One time me, mom and Sarah all hid in mom’s room and locked the door. We watched Mario brothers. We were going to have a Christmas party, but he phoned everybody so that they didn’t come to our party. I showed mom how to barricade the door. Sarah cries and hides when she is scared. I usually be quiet to Gino [dad] because he would slap me if I said something to him.
Do you want to keep talking about this? Like where you were when everything happened? I came to the balcony while they were by the van. I yelled “Mom” when she got pushed down. Tears were coming down my face. I knew it wouldn’t stop things. I knew that for a fact. I wouldn’t expect him to stop because I yelled. It was kind of obvious that this would happen. What did you do then? I stayed and watched the rest. He drove away with Sarah and my mom was lying on the ground crying and then she looked up and saw me there.
Then what happened? Mom came in and talked to me. I tried to support her. I said “Everything will be alright” and she said “No. everything won’t be alright”.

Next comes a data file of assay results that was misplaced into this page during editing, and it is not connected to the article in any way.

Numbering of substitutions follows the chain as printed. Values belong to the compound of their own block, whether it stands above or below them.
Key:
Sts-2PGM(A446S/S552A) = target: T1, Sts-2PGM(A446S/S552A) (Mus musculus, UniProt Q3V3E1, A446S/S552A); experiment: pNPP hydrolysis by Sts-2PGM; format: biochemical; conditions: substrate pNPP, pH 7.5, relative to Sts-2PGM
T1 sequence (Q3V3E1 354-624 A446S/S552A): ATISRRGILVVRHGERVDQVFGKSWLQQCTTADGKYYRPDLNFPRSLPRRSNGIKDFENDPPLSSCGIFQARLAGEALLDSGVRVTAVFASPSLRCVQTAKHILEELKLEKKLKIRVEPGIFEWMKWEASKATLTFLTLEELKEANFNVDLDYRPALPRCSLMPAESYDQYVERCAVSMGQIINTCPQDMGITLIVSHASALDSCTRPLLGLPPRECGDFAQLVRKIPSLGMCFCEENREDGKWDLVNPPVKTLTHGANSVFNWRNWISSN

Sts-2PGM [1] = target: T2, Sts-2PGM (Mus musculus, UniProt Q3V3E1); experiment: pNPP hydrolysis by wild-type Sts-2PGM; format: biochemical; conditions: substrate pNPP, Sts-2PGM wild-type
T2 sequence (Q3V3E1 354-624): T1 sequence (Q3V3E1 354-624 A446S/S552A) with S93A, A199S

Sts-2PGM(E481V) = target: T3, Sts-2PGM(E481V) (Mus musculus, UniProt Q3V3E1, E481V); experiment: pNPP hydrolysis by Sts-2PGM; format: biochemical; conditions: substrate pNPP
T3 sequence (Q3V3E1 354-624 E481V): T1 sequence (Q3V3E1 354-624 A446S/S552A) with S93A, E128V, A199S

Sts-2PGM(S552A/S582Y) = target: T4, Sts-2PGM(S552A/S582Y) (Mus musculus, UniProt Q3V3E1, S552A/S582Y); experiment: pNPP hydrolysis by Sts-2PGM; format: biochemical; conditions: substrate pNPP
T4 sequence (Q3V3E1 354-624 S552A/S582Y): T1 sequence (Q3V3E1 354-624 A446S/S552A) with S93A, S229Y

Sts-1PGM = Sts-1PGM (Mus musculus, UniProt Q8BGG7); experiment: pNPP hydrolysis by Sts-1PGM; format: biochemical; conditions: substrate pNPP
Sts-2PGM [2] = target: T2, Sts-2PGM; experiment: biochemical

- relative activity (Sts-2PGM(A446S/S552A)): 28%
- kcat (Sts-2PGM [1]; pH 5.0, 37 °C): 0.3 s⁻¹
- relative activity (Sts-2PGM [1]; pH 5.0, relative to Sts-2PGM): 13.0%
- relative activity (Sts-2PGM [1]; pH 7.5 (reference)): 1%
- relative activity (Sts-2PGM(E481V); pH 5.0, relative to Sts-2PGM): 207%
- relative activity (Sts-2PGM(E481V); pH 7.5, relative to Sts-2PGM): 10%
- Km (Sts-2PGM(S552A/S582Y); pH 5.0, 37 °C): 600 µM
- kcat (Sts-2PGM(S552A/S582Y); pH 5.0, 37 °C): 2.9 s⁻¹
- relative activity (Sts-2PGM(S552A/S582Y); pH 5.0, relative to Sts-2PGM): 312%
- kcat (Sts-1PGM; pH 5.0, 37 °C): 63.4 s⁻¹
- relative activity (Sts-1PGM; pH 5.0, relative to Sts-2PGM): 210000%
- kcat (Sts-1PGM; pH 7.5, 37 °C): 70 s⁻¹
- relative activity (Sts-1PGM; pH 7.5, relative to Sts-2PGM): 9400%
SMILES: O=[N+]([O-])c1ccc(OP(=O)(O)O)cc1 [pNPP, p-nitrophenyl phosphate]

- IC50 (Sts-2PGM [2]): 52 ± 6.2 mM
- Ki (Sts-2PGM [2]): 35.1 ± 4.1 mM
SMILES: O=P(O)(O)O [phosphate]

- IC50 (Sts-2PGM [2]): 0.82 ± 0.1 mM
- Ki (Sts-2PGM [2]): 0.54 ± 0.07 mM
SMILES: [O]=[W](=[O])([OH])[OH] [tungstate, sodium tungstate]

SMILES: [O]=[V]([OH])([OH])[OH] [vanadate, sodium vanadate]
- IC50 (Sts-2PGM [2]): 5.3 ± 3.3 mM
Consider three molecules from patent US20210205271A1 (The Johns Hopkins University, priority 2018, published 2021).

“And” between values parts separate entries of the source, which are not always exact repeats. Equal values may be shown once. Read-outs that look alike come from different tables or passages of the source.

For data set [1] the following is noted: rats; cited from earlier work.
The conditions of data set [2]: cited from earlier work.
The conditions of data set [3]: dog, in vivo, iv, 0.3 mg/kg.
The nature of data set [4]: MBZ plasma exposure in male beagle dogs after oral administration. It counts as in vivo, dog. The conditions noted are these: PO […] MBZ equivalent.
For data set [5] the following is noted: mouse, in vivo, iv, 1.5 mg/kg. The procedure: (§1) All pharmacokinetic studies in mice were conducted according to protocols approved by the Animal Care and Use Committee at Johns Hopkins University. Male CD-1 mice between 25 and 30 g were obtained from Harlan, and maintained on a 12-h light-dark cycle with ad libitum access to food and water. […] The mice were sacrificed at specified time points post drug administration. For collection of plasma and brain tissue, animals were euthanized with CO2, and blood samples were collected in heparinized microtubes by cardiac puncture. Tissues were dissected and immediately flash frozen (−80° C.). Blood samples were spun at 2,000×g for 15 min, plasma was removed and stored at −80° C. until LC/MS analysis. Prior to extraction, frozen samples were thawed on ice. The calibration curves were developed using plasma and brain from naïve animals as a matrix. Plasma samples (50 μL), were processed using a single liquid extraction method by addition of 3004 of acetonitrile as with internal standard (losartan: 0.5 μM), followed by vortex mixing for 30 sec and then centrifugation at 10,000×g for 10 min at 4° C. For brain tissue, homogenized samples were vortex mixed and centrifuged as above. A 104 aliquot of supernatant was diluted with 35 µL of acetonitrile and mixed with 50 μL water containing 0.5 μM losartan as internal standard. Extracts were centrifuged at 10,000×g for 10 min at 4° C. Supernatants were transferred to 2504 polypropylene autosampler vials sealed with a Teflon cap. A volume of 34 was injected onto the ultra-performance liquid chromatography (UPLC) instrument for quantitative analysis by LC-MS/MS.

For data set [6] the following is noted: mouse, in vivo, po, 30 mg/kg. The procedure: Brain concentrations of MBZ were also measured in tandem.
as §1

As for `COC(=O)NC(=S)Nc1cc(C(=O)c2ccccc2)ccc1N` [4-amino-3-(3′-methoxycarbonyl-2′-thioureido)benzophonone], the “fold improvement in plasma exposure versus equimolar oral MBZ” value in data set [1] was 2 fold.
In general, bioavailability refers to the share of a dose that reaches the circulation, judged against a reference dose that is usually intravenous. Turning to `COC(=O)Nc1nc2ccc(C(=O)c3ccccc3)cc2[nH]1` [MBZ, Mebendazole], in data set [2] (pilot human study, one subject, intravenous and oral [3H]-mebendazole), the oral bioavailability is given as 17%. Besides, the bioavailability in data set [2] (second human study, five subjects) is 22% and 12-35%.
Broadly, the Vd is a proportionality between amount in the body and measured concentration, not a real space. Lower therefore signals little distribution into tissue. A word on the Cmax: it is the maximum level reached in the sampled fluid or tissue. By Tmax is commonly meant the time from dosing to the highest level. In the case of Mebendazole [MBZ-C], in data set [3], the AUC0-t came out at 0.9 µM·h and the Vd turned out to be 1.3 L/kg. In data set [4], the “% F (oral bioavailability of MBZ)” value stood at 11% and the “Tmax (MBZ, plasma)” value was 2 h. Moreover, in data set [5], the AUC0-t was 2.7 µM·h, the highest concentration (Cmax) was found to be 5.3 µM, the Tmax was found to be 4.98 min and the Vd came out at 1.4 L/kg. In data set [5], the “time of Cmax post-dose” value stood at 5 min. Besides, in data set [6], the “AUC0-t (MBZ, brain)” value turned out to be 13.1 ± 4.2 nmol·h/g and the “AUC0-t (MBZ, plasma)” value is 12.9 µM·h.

Responding to Social Responses Justin’s Story
VIOLENT ACTRESPONSE/RESISTAN CE SOCIAL RESPONSE If you don’t put on a show for me, I will show ur boobs (blackmail, distribution of child pornography) I got really sick, anxiety, major depression and panic Knock at my door at 4 am from the police. He knew my address, school, relatives, friends, family names (stalking) I got into drugs and alcohol. My anxiety got worse. I lost all my friends and respect. My photo was sent to everyone (blackmail) My anxiety got worse. I couldn’t go out Then nobody liked me. Amanda Todd: ‘Bullying’ is not an accurate description
VIOLENT ACTSRESPONSE/RESISTAN CE SOCIAL RESPONSE The guy made a new facebook page…my boobs were his profile. I cried every night. I started cutting. They started name- calling…judging me… The girls said…look around…nobody likes you. I thought nobody deserves this. I didn’t have any friends and I sat at lunch alone. She threw me to the ground and punched me several times I wanted to die so bad. I drank bleach. I saw on facebook “she deserved it. I hope she’s dead”